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http://dx.doi.org/10.1111/pde.13844DOI Listing

Non-pruritic bullous scabies in an immunosuppressed pediatric patient.

Pediatr Dermatol 2019 Apr 15. Epub 2019 Apr 15.

Division of Dermatology, David Geffen School of Medicine at University of California, Los Angeles, Los Angeles, California.

Bullous scabies is an uncommon subtype of scabies that frequently mimics other blistering skin diseases. Nocturnal pruritus is a hallmark symptom of bullous scabies. We report an unusual case of bullous scabies presenting in the absence of pruritus in an immunosuppressed pediatric patient. Read More

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https://onlinelibrary.wiley.com/doi/abs/10.1111/pde.13797
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http://dx.doi.org/10.1111/pde.13797DOI Listing
April 2019
4 Reads

Sodium hypochlorite body wash in the management of Staphylococcus aureus-colonized moderate-to-severe atopic dermatitis in infants, children, and adolescents.

Pediatr Dermatol 2019 Apr 15. Epub 2019 Apr 15.

Department of Dermatology, Northwestern University Feinberg School of Medicine, Chicago, Illinois.

Objectives: A cleansing body wash containing diluted sodium hypochlorite (0.006% NaOCl) was evaluated for management of moderate-to-severe Staphylococcus aureus-colonized, atopic dermatitis in children.

Methods: A 6-week, prospective, open-label study was conducted with 50 evaluable participants (ages 6 months to 17 years) who had moderate-to-severe atopic dermatitis with S aureus skin colonization documented by culture. Read More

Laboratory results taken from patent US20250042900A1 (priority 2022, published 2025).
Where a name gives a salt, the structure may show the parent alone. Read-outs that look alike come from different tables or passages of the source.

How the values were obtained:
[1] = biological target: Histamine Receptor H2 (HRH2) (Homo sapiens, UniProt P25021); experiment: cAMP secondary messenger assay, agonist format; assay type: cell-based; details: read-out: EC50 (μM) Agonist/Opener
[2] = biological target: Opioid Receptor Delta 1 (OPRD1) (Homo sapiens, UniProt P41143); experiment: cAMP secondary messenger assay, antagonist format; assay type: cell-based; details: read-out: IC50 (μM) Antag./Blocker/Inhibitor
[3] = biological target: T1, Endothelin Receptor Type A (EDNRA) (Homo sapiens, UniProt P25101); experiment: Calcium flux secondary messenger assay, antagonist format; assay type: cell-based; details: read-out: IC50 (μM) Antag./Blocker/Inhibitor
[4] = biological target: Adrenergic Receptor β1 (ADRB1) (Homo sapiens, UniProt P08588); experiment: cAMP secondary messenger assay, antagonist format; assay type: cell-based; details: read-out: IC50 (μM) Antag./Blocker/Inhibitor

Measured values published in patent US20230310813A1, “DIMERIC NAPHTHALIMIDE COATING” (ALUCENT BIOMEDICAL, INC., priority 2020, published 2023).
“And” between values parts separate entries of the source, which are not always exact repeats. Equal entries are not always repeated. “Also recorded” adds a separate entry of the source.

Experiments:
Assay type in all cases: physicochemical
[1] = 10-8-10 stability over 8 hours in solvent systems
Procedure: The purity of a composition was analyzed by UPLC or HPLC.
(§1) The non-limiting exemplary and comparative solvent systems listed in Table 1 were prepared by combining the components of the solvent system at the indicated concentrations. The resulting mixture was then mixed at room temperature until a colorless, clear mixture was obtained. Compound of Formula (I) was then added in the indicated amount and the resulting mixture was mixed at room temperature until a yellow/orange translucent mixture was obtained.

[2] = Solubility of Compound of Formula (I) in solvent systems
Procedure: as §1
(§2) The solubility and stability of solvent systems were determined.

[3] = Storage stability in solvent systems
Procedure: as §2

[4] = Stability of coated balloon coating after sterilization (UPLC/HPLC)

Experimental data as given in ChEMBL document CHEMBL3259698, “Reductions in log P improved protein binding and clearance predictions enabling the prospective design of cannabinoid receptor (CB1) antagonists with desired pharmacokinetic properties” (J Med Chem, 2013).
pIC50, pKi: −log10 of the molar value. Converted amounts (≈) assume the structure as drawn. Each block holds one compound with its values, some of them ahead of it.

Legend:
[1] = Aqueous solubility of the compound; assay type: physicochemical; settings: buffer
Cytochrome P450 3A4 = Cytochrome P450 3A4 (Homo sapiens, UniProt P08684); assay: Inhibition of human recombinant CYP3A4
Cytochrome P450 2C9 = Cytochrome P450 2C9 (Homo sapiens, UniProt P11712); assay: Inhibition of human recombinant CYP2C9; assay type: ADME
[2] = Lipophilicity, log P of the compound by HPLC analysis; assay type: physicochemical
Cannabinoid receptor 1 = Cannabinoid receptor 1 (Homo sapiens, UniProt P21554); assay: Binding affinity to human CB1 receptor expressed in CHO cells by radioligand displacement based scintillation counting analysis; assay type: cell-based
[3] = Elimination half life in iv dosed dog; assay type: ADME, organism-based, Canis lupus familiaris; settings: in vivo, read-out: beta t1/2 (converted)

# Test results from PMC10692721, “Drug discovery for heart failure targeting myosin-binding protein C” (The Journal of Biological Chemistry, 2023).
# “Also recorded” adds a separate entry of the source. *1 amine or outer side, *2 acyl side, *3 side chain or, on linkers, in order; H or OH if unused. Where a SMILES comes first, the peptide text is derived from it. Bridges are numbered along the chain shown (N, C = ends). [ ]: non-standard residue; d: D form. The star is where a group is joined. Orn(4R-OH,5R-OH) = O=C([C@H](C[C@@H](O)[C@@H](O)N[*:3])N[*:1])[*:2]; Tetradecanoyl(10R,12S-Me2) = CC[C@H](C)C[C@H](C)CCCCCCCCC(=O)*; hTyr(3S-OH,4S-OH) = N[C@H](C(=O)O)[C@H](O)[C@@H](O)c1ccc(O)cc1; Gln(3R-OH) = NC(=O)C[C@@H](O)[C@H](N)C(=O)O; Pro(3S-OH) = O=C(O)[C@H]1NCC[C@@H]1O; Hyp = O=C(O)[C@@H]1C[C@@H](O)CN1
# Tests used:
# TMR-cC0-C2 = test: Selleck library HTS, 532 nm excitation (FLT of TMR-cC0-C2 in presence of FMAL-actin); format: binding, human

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http://dx.doi.org/10.1111/pde.13842DOI Listing
April 2019
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Atenolol as an alternative to propranolol for the management of sleep disturbances in the treatment of infantile hemangiomas.

Pediatr Dermatol 2019 Apr 15. Epub 2019 Apr 15.

Section of Dermatology, Division of General Pediatrics, Department of Pediatrics and Dermatology, Children's Hospital of Philadelphia, Perelman School of Medicine at the University of Pennsylvania, Philadelphia, Pennsylvania.

Infantile hemangiomas are the most common tumors of infancy and are often managed with oral beta-blockers to address or prevent associated complications. However, treatment with propranolol can occasionally be associated with sleep disturbances, which in some cases are severe enough to warrant discontinuation or replacement with another agent. We herein report four cases in which treatment with propranolol resulted in significant sleep disturbances prompting substitution with atenolol, which in some cases resolved these issues. Read More

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http://dx.doi.org/10.1111/pde.13839DOI Listing
April 2019
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Topical sirolimus therapy for epidermal nevus with features of acanthosis nigricans.

Pediatr Dermatol 2019 Apr 15. Epub 2019 Apr 15.

Department of Dermatology, Division of Pediatric Dermatology, University of Minnesota, Minneapolis, Minnesota.

We present a 4-year-old developmentally appropriate boy with short stature and widespread expanding epidermal nevus with features of acanthosis nigricans. He was found to have a mosaic mutation in FGFR3, the R248C variant. Despite several therapies, he continued to have growth, fissuring, and bleeding of the affected skin. Read More

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http://dx.doi.org/10.1111/pde.13833DOI Listing

Striking contiguous depigmentation across the lower limbs in piebaldism and its implications for understanding melanocytic migration and development.

Pediatr Dermatol 2019 Apr 14. Epub 2019 Apr 14.

University of California, San Francisco, California.